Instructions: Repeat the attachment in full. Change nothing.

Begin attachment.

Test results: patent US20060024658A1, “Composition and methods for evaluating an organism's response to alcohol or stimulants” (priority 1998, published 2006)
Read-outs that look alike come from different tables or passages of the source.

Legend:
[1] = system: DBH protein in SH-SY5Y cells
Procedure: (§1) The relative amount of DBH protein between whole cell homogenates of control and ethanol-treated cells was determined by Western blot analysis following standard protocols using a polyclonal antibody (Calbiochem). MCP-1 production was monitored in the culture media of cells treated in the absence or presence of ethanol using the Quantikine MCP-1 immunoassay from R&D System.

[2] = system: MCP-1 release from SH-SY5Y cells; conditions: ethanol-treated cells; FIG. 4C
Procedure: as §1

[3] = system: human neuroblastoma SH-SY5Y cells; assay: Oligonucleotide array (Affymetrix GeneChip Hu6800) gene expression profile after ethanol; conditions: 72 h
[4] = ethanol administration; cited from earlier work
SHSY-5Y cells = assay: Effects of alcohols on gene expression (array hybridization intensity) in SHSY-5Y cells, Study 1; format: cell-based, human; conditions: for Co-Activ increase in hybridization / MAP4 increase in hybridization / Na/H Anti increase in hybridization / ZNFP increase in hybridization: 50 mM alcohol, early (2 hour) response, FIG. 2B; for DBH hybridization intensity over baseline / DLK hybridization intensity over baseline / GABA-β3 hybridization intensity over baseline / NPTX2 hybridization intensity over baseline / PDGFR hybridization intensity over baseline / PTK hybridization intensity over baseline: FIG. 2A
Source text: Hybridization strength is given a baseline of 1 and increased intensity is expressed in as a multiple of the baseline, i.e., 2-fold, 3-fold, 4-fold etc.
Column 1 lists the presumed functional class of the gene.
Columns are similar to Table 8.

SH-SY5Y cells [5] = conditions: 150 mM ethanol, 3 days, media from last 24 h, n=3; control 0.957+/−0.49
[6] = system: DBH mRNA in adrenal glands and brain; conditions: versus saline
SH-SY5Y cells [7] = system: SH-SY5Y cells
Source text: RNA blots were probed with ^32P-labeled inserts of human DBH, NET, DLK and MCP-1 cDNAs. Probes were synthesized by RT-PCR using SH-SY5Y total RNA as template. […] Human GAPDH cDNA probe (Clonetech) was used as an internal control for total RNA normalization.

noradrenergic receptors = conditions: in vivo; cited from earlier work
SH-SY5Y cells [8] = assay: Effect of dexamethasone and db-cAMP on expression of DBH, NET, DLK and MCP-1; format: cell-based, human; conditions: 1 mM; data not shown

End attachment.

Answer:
Test results: patent US20060024658A1, “Composition and methods for evaluating an organism's response to alcohol or stimulants” (priority 1998, published 2006)
Read-outs that look alike come from different tables or passages of the source.

Legend:
[1] = system: DBH protein in SH-SY5Y cells
Procedure: (§1) The relative amount of DBH protein between whole cell homogenates of control and ethanol-treated cells was determined by Western blot analysis following standard protocols using a polyclonal antibody (Calbiochem). MCP-1 production was monitored in the culture media of cells treated in the absence or presence of ethanol using the Quantikine MCP-1 immunoassay from R&D System.

[2] = system: MCP-1 release from SH-SY5Y cells; conditions: ethanol-treated cells; FIG. 4C
Procedure: as §1

[3] = system: human neuroblastoma SH-SY5Y cells; assay: Oligonucleotide array (Affymetrix GeneChip Hu6800) gene expression profile after ethanol; conditions: 72 h
[4] = ethanol administration; cited from earlier work
SHSY-5Y cells = assay: Effects of alcohols on gene expression (array hybridization intensity) in SHSY-5Y cells, Study 1; format: cell-based, human; conditions: for Co-Activ increase in hybridization / MAP4 increase in hybridization / Na/H Anti increase in hybridization / ZNFP increase in hybridization: 50 mM alcohol, early (2 hour) response, FIG. 2B; for DBH hybridization intensity over baseline / DLK hybridization intensity over baseline / GABA-β3 hybridization intensity over baseline / NPTX2 hybridization intensity over baseline / PDGFR hybridization intensity over baseline / PTK hybridization intensity over baseline: FIG. 2A
Source text: Hybridization strength is given a baseline of 1 and increased intensity is expressed in as a multiple of the baseline, i.e., 2-fold, 3-fold, 4-fold etc.
Column 1 lists the presumed functional class of the gene.
Columns are similar to Table 8.

SH-SY5Y cells [5] = conditions: 150 mM ethanol, 3 days, media from last 24 h, n=3; control 0.957+/−0.49
[6] = system: DBH mRNA in adrenal glands and brain; conditions: versus saline
SH-SY5Y cells [7] = system: SH-SY5Y cells
Source text: RNA blots were probed with ^32P-labeled inserts of human DBH, NET, DLK and MCP-1 cDNAs. Probes were synthesized by RT-PCR using SH-SY5Y total RNA as template. […] Human GAPDH cDNA probe (Clonetech) was used as an internal control for total RNA normalization.

noradrenergic receptors = conditions: in vivo; cited from earlier work
SH-SY5Y cells [8] = assay: Effect of dexamethasone and db-cAMP on expression of DBH, NET, DLK and MCP-1; format: cell-based, human; conditions: 1 mM; data not shown